As a final project for an electrical and computer engineering course called “Designing With Microcontrollers,” two Cornell students created a brain-computer interface. The BCI allowed them to play Pong with their brain waves and also record and store sleep data. Watch the Pong below:
While Pong is the sexy side of the project, the other functionality—recording sleep patterns—is quite interesting and is related to two current trends: quantified self, in which people log and analyze granular data about their habits and their health, and, perhaps more importantly, the movement to give patients access to their own data.
Charles Moyes and Mengxiang Jiang explain in their write-up that they were inspired by Moyes' severe sleep apnea. When a patient undergoes a sleep study, they say, “the patient often is denied access to their own data since a licensed sleep specialist interprets it for them. Our goal was to build a low-cost alternative that would allow users to take their health in their own hands by diagnosing and attempting to treat their own sleep disorders.”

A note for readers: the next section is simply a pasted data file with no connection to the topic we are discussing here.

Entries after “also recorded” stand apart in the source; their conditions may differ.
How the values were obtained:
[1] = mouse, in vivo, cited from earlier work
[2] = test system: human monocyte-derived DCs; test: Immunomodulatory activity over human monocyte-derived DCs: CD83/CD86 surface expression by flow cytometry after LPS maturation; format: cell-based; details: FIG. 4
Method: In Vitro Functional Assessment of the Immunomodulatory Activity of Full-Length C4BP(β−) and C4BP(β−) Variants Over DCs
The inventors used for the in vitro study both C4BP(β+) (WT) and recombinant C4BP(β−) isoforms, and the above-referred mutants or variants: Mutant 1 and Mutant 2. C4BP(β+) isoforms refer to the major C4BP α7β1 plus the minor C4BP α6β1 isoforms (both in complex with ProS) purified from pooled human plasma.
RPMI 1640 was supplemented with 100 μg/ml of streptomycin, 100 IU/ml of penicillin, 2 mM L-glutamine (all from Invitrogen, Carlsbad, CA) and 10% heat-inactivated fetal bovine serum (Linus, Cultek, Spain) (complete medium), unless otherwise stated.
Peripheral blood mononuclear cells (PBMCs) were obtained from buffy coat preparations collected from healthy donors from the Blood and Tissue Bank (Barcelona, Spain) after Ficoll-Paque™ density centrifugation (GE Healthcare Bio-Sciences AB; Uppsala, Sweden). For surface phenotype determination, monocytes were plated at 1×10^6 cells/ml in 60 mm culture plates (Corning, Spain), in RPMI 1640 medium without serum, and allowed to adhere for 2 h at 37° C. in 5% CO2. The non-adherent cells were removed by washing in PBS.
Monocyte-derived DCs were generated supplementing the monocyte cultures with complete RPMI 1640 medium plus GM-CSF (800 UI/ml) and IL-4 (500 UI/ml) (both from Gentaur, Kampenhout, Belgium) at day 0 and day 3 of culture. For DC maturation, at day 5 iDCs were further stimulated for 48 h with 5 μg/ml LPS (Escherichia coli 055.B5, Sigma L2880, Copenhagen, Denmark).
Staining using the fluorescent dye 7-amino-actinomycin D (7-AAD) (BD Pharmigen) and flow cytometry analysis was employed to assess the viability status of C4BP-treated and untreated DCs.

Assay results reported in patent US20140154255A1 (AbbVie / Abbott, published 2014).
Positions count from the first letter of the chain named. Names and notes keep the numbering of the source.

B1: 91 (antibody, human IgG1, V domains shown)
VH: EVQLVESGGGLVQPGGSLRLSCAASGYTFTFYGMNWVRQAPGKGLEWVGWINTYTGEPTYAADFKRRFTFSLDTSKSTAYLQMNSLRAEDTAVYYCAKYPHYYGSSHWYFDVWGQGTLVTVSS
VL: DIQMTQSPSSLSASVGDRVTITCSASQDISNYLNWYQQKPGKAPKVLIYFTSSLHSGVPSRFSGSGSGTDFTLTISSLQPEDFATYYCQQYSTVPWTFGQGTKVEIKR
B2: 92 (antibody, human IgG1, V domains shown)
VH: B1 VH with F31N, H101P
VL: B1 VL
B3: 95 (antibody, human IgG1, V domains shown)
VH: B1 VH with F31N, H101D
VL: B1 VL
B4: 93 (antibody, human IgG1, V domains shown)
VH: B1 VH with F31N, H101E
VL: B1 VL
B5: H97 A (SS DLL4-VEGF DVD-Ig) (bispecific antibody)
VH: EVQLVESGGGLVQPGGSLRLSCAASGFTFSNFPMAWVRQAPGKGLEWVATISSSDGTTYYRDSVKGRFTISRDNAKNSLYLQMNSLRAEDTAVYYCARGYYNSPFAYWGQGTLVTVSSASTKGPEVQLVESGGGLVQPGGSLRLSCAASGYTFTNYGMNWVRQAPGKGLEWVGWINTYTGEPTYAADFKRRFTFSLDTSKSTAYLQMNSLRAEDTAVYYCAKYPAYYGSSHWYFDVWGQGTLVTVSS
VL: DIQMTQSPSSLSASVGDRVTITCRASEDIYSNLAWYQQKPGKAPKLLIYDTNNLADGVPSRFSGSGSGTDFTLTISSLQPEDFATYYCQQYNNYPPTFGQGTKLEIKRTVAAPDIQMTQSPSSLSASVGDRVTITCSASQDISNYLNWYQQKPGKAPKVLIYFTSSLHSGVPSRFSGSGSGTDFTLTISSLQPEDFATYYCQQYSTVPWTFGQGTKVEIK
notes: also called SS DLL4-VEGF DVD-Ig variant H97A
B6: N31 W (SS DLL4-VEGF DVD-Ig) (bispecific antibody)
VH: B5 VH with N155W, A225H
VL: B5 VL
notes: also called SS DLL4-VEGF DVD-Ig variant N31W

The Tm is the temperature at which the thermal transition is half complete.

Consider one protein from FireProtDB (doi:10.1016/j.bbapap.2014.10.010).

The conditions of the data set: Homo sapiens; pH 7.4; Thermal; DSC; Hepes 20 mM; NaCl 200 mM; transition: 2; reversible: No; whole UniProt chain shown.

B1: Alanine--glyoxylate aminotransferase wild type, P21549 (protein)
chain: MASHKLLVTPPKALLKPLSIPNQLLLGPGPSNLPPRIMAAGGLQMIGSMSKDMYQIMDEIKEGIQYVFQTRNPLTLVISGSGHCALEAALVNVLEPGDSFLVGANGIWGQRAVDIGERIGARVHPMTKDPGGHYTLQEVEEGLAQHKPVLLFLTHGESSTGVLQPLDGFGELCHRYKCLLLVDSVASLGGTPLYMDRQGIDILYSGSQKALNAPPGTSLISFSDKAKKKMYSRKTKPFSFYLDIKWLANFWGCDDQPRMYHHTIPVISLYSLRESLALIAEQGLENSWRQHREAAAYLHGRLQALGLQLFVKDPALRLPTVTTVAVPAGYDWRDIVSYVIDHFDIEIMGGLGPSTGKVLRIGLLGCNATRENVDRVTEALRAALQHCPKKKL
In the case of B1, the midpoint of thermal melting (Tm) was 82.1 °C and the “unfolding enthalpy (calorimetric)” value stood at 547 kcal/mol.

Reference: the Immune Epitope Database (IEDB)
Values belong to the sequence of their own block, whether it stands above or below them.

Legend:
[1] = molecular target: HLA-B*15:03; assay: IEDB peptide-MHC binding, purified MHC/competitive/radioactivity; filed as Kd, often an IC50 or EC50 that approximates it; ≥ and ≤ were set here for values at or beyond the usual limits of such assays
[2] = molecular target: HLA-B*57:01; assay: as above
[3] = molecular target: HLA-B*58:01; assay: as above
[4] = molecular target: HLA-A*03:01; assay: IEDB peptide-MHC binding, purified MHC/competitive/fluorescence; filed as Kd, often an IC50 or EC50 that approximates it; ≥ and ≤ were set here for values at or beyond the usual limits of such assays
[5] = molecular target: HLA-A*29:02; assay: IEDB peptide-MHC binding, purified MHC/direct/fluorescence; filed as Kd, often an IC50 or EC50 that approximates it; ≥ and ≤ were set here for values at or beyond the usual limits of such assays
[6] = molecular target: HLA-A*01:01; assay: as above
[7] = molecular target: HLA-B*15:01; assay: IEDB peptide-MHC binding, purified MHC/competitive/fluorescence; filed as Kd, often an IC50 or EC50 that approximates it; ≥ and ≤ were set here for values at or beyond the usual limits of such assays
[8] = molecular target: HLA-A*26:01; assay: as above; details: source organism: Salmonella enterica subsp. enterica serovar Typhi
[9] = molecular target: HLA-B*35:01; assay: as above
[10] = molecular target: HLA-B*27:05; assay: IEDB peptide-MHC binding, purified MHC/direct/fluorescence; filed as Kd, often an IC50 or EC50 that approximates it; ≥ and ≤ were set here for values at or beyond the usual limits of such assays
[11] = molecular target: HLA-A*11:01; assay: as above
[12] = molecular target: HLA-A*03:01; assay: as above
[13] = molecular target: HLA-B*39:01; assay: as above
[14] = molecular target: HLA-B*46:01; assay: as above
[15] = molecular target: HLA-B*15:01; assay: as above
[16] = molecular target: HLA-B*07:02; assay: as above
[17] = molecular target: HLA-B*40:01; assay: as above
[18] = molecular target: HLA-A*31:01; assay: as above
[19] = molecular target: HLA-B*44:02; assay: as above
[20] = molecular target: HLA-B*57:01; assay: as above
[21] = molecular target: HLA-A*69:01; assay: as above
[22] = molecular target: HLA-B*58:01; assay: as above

We’re still a long way out from patients diagnosing and treating their own disorders. But this experiment demonstrates the growing interest in giving patients access to and control over information about their own health. For instance, patient advocate Hugo Campos has been campaigning for companies that make implanted devices (he has an implantable cardiac defibrillator) to give patients like him access to the generated biometric data. Giving people their own information, he says, is important to empowering them to take control of their own health. As medical technology changes and more people walk around with such devices implanted in their bodies, this conversation will be increasingly important.
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